The April deadline for Making Tax Digital has passed, so we all need to use a software programme compatible with HMRC.
Making Tax Digital will help bring the tax system into the 21st century by providing businesses with a modern, streamlined system to keep their tax records and provide information to HMRC.
Significantly, the roll-out for Making Tax Digital was amended last year to ensure businesses have plenty of time to adapt to the changes.
Under the current timetable:
– Only businesses with a turnover above the VAT threshold (currently £85,000) will have to keep digital records and only for VAT purposes.
– They will only need to do so from 2019.
– Businesses will not be asked to keep digital records, or to update HMRC quarterly, for other taxes until at least 2020.
Making Tax Digital is available on a voluntary basis for the smallest businesses, and for other taxes.
This means that businesses and landlords with a turnover below the VAT threshold will be able to choose when to move to the new digital system.
As VAT already requires quarterly returns, no business will need to provide information to HMRC more regularly during this initial phase than they do now.
All businesses and landlords will have at least two years to adapt to the changes before being asked to keep digital records for other taxes.
HMRC intends to run a live pilot of the new system in Spring 2018. This will allow for more than a year of testing before any businesses are mandated to use the system.
The Finance Bill will be introduced as soon as possible after the summer recess. This will legislate for all policies that were included in the pre-election Finance Bill, raising over £16 billion across the next five years to fund our vital public services.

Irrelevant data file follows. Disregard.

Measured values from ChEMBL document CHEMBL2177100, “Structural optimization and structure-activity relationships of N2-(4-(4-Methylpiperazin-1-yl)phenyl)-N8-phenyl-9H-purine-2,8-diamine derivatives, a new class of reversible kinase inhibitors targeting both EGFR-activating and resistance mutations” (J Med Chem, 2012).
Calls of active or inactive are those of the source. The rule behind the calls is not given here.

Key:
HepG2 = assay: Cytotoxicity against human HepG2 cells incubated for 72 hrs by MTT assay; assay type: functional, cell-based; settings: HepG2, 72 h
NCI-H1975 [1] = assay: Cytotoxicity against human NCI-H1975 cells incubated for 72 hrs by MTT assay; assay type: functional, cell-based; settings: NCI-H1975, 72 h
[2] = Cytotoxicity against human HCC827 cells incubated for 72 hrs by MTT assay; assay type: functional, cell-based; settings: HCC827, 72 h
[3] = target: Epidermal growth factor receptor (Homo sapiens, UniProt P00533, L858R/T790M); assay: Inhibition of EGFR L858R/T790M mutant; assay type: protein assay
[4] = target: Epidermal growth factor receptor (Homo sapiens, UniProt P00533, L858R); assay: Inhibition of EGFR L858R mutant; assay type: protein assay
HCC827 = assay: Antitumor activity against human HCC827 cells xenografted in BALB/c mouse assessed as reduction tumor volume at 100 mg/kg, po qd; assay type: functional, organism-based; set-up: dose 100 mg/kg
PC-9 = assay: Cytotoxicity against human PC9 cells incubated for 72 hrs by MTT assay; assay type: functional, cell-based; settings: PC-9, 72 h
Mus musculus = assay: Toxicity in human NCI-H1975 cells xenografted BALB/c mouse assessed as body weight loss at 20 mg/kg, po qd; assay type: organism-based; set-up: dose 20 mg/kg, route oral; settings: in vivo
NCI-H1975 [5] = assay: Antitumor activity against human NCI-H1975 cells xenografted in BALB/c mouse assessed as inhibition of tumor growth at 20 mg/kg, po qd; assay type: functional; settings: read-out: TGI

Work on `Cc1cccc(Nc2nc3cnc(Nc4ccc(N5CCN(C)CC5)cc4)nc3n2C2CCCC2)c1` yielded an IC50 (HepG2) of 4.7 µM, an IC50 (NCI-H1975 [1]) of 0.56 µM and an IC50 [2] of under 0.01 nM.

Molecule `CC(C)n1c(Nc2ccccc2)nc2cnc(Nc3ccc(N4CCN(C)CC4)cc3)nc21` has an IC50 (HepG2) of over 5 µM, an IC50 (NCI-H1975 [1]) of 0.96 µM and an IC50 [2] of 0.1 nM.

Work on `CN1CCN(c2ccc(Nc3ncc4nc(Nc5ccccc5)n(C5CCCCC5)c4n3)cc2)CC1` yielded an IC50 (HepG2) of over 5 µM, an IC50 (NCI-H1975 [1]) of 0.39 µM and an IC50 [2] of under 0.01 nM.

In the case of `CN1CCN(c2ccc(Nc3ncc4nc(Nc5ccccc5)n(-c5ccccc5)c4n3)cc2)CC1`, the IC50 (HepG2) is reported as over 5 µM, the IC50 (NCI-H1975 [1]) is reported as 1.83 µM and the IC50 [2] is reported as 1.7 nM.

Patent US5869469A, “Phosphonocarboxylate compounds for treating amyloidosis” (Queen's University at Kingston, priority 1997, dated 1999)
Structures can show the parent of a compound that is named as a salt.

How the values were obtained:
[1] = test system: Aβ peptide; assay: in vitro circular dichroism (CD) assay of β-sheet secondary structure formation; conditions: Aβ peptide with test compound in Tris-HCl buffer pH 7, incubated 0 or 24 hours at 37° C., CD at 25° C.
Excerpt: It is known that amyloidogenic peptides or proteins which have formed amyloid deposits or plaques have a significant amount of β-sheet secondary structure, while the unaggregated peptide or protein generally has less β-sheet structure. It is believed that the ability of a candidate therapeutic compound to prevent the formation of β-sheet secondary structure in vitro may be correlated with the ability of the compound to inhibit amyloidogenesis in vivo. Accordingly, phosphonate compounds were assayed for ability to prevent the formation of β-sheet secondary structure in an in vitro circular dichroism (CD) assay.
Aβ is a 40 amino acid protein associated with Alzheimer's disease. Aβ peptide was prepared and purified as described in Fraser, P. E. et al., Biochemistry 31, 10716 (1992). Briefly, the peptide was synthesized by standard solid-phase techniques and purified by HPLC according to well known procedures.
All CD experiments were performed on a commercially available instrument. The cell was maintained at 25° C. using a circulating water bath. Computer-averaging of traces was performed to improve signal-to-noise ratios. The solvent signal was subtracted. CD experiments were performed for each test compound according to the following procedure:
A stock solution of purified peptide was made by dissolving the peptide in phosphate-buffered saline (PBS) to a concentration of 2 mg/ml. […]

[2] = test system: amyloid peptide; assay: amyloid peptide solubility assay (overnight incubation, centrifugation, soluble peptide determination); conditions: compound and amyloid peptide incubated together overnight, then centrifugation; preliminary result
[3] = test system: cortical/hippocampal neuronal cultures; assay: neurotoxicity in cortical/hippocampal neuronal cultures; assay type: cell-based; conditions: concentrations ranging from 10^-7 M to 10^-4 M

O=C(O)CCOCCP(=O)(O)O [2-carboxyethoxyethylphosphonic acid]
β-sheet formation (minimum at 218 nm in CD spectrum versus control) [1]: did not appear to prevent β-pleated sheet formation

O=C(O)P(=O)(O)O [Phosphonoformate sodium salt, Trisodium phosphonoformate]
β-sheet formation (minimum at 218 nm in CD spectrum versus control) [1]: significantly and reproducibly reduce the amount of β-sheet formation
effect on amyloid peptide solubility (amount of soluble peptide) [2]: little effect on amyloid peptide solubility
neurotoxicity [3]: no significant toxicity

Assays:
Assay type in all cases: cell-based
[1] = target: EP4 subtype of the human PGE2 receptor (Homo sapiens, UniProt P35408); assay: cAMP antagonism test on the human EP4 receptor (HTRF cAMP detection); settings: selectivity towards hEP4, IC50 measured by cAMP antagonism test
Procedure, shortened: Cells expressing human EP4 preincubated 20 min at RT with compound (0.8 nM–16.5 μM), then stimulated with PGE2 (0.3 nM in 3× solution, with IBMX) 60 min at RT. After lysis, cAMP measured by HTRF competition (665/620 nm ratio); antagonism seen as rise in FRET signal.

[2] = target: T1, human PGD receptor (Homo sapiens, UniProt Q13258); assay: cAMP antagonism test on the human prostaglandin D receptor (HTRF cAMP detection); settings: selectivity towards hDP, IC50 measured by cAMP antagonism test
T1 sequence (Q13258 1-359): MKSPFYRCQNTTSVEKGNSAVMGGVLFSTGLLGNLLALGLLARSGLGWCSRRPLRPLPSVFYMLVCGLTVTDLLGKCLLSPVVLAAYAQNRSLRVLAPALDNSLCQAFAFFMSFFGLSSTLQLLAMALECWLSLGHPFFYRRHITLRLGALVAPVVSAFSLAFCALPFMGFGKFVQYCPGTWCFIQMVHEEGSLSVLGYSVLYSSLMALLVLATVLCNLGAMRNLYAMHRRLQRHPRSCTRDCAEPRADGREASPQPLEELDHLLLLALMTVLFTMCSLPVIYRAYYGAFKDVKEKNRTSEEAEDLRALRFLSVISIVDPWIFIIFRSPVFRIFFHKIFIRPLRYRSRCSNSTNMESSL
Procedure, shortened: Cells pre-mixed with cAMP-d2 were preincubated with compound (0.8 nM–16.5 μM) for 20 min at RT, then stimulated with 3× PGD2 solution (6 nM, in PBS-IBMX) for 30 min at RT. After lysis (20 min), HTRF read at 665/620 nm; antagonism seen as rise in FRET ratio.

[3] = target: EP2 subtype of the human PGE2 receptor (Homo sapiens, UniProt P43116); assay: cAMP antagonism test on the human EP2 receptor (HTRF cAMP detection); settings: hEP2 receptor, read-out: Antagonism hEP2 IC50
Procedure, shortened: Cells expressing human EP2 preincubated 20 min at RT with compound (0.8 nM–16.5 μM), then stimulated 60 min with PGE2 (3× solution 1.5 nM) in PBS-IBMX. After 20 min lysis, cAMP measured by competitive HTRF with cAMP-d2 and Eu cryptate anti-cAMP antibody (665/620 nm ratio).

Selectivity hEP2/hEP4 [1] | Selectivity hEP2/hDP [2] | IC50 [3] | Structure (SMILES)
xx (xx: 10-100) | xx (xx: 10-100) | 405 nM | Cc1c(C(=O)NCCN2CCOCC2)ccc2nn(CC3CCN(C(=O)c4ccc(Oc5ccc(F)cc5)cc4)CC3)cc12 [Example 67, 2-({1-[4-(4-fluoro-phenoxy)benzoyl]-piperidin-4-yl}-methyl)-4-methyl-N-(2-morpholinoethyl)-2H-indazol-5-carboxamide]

The government has also re-confirmed that all policies originally announced to start from April 2017 will be effective from that date.
Better use of information
Ministers believe that Making Tax Digital presents significant benefits for businesses. It will mean that they will not have to give HMRC information that it already has, or that it is able to get from elsewhere – for instance from employers, banks, building societies and other government departments.
Digital tax accounts for all will mean that customers can see the information that HMRC holds and be able to check at any time that their details are complete and correct. HMRC will use this information to tailor the service it provides, according to each of our customers’ individual circumstances.
Tax in real time
Businesses should not have to wait until the end of the year or longer to know how much tax they should pay. HMRC will collect and process information affecting tax as close to real time as possible, to help prevent errors and stop tax due or repayments owed building up.
A single financial account
At the moment most taxpayers cannot see a single picture of their liabilities and entitlements in one place – but this is changing. By 2020, businesses will be able to see a comprehensive financial picture in their digital account, just like they can with online banking.